BLOG: Proper Plate Cleaning

BLOG: Proper Plate Cleaning Techniques

Brad Gasque, technical service consultant – Advanced Printing, shares his thoughts on plate cleaning techniques in his blog post below. Be sure to check back soon for more content from our team!

We believe photopolymer printing plates are an investment to our customers and should be treated as such. When asked “how long should my plate last?” my response is always “it depends on how well you care for the plate.” A plate is normally damaged due to poor handling or cleaning practices. You can increase the life of your investment by improving your cleaning practices.

Ink should be cleaned off the plate as soon as it leaves the press and before the ink dries. Dried ink is very difficult to remove and could lead to plate damage due to the excessive force needed to remove it. If you find that excessive force is needed to remove ink from your plates, I’d recommend allowing the ink to dry. It is also helpful to work with your ink supplier to find the proper cleaner/solvent that will loosen the dried ink to make it easier to remove.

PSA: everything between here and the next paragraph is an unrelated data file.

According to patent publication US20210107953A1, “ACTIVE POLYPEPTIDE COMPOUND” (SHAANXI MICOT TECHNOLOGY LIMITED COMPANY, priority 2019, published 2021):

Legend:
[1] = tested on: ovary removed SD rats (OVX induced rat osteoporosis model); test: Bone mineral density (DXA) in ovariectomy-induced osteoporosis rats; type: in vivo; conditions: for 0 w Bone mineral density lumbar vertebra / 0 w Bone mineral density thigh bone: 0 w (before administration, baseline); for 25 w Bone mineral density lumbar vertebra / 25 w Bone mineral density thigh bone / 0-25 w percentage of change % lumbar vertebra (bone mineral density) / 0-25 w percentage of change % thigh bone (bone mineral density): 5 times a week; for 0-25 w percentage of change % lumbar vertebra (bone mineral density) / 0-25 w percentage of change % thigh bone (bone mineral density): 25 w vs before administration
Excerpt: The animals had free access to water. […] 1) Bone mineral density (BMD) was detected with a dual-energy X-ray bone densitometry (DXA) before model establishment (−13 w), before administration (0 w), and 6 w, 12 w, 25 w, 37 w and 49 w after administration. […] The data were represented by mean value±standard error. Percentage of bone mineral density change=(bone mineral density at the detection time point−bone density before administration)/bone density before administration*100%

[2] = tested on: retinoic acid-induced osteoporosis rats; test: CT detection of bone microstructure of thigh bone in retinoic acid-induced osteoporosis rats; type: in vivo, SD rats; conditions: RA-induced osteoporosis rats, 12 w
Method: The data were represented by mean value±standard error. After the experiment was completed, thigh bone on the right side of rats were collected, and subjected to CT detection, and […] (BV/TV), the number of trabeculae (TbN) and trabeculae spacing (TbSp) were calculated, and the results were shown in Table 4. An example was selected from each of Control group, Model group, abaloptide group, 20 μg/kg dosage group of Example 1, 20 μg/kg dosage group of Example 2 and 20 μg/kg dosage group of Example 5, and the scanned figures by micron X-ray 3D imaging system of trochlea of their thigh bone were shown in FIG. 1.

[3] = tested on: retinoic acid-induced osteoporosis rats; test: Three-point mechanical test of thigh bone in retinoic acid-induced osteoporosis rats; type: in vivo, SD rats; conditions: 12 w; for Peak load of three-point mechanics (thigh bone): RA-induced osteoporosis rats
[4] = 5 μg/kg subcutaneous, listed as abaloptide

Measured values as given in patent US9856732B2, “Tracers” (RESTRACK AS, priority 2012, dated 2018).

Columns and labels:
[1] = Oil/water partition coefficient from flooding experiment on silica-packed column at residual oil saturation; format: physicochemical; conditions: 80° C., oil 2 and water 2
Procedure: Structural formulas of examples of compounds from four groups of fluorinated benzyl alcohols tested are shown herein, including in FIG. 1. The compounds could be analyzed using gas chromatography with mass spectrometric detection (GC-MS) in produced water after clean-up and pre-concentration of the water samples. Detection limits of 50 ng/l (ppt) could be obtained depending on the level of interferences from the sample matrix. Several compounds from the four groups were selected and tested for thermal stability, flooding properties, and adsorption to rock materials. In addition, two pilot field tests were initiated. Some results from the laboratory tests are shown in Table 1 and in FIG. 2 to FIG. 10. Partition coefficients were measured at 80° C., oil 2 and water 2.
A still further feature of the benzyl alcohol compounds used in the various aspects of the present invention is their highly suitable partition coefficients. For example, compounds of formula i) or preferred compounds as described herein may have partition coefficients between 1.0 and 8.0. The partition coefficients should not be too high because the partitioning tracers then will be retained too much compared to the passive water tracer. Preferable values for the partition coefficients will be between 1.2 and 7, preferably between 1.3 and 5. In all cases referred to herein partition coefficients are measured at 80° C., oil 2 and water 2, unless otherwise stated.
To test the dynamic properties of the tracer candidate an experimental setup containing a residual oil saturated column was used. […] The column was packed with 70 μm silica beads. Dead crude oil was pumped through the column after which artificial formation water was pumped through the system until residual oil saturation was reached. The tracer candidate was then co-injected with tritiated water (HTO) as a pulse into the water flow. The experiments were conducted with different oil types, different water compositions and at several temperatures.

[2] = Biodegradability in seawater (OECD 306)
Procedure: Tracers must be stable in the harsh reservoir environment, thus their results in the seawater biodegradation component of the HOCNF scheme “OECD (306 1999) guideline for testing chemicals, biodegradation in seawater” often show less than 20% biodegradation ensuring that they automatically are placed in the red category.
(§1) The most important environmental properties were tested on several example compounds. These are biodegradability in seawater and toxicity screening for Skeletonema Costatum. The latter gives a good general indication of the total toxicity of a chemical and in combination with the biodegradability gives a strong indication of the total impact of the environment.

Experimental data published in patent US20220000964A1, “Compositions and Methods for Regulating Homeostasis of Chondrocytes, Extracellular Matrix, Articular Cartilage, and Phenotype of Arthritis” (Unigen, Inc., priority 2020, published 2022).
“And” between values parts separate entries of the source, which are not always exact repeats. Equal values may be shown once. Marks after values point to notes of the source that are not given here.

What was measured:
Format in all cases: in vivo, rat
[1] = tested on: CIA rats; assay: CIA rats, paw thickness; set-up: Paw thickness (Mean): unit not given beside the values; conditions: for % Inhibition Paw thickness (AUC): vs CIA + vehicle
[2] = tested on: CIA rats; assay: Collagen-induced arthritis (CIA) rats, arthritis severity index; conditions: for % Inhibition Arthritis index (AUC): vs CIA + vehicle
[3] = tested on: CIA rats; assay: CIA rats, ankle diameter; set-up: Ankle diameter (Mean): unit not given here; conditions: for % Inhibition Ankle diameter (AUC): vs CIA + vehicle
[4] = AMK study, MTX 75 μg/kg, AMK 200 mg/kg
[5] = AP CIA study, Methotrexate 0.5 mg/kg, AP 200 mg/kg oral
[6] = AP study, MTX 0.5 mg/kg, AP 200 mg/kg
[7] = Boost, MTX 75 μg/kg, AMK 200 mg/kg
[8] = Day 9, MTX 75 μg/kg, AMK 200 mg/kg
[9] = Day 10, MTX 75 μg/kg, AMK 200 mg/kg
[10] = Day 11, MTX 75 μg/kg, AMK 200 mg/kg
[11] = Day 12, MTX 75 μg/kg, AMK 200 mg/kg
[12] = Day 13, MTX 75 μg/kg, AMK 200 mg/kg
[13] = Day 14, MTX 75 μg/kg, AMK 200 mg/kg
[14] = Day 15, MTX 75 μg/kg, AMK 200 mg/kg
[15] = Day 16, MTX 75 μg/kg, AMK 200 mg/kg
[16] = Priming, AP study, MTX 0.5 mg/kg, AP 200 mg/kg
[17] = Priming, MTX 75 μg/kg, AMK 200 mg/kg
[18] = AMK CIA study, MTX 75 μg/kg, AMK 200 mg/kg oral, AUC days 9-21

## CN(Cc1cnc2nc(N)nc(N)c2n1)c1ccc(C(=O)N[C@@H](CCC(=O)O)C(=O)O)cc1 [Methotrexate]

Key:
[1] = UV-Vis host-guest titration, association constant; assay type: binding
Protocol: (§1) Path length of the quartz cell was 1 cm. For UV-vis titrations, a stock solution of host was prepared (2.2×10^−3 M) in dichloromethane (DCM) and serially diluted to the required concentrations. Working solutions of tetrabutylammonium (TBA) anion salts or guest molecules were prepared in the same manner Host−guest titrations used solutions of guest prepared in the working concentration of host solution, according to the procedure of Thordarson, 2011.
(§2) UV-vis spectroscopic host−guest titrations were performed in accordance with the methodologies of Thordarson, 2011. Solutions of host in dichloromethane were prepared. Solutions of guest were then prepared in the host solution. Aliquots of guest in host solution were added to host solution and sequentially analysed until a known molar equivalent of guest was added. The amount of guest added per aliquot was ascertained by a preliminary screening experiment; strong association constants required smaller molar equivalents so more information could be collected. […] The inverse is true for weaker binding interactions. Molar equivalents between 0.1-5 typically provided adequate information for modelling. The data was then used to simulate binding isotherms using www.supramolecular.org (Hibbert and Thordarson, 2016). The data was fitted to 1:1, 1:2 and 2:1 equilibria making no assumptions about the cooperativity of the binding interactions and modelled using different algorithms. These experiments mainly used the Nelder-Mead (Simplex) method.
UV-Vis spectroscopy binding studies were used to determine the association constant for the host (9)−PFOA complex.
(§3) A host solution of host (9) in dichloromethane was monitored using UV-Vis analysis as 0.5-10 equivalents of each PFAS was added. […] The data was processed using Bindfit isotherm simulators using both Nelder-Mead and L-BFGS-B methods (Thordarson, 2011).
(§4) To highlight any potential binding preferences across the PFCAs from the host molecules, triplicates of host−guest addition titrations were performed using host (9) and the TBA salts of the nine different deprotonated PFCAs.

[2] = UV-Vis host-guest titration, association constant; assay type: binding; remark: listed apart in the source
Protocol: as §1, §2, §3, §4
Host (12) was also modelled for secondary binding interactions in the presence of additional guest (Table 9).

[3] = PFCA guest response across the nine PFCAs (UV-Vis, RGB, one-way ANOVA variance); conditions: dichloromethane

Using a cleaner that is compatible with your plate is very important to protecting your investment. I recommend referring to DuPont’s Ink Compatibility Guide to determine if your cleaner contains solvents that are known to be damaging to the photopolymer. You can also perform a soak test with the cleaner and document physical changes the plate might experience. Use enough cleaner to keep the plate wet while wiping and dry with compressed air or blotting with a lint free cloth. Be sure that the plate is completely dry before storing or stacking. It is best to wipe the plate with 100% alcohol to remove any residue left from cleaners before printing the plate again.

Now that the correct plate cleaner has been selected, we want to ensure you are using the proper tools to clean the plates. With dot sizes getting smaller and smaller, we must be careful not to use tools that will damage them. I do not recommend the use of shop rags, nylons (pantyhose), or stiff bristle brushes. Instead, I’d recommend using a soft natural bristle brush, soft sponge (grout sponge), or lint free cloth. The best tool for plate cleaning is an automatic plate washer, since it will clean consistently and without damage.

If you want to reduce the amount of damaged plates in your facility, this is an easy first step. Following the checklist below will ensure that your cleaning practices are protecting your investment.